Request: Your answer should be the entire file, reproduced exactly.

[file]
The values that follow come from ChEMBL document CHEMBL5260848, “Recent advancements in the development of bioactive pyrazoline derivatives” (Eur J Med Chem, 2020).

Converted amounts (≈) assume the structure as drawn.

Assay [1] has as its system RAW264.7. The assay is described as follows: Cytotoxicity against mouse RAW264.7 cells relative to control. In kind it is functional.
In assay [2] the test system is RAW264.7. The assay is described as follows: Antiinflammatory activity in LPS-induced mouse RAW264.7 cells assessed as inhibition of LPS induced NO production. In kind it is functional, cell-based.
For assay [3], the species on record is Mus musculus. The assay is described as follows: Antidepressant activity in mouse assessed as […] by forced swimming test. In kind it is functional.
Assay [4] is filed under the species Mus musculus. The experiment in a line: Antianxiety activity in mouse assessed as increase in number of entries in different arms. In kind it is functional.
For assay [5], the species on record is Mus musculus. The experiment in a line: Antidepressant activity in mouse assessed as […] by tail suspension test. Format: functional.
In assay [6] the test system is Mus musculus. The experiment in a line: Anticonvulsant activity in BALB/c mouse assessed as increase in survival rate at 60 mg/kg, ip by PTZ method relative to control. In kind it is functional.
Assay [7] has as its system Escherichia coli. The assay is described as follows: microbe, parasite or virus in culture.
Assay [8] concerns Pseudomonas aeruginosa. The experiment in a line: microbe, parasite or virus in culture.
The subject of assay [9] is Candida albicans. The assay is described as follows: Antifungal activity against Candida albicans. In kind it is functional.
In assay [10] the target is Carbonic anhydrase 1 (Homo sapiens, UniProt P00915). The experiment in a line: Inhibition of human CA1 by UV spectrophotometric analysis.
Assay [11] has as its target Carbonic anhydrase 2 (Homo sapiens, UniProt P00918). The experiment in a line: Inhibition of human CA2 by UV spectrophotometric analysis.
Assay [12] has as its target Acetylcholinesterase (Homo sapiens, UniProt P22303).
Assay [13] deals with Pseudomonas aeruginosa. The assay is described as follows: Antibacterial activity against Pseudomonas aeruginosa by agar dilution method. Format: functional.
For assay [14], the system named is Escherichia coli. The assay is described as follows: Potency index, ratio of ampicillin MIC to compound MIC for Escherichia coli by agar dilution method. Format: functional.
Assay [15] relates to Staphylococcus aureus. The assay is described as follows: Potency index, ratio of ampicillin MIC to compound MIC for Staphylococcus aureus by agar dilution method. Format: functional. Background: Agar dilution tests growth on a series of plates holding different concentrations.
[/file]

The values that follow come from ChEMBL document CHEMBL5260848, “Recent advancements in the development of bioactive pyrazoline derivatives” (Eur J Med Chem, 2020).

Converted amounts (≈) assume the structure as drawn.

Assay [1] has as its system RAW264.7. The assay is described as follows: Cytotoxicity against mouse RAW264.7 cells relative to control. In kind it is functional.
In assay [2] the test system is RAW264.7. The assay is described as follows: Antiinflammatory activity in LPS-induced mouse RAW264.7 cells assessed as inhibition of LPS induced NO production. In kind it is functional, cell-based.
For assay [3], the species on record is Mus musculus. The assay is described as follows: Antidepressant activity in mouse assessed as […] by forced swimming test. In kind it is functional.
Assay [4] is filed under the species Mus musculus. The experiment in a line: Antianxiety activity in mouse assessed as increase in number of entries in different arms. In kind it is functional.
For assay [5], the species on record is Mus musculus. The experiment in a line: Antidepressant activity in mouse assessed as […] by tail suspension test. Format: functional.
In assay [6] the test system is Mus musculus. The experiment in a line: Anticonvulsant activity in BALB/c mouse assessed as increase in survival rate at 60 mg/kg, ip by PTZ method relative to control. In kind it is functional.
Assay [7] has as its system Escherichia coli. The assay is described as follows: microbe, parasite or virus in culture.
Assay [8] concerns Pseudomonas aeruginosa. The experiment in a line: microbe, parasite or virus in culture.
The subject of assay [9] is Candida albicans. The assay is described as follows: Antifungal activity against Candida albicans. In kind it is functional.
In assay [10] the target is Carbonic anhydrase 1 (Homo sapiens, UniProt P00915). The experiment in a line: Inhibition of human CA1 by UV spectrophotometric analysis.
Assay [11] has as its target Carbonic anhydrase 2 (Homo sapiens, UniProt P00918). The experiment in a line: Inhibition of human CA2 by UV spectrophotometric analysis.
Assay [12] has as its target Acetylcholinesterase (Homo sapiens, UniProt P22303).
Assay [13] deals with Pseudomonas aeruginosa. The assay is described as follows: Antibacterial activity against Pseudomonas aeruginosa by agar dilution method. Format: functional.
For assay [14], the system named is Escherichia coli. The assay is described as follows: Potency index, ratio of ampicillin MIC to compound MIC for Escherichia coli by agar dilution method. Format: functional.
Assay [15] relates to Staphylococcus aureus. The assay is described as follows: Potency index, ratio of ampicillin MIC to compound MIC for Staphylococcus aureus by agar dilution method. Format: functional. Background: Agar dilution tests growth on a series of plates holding different concentrations.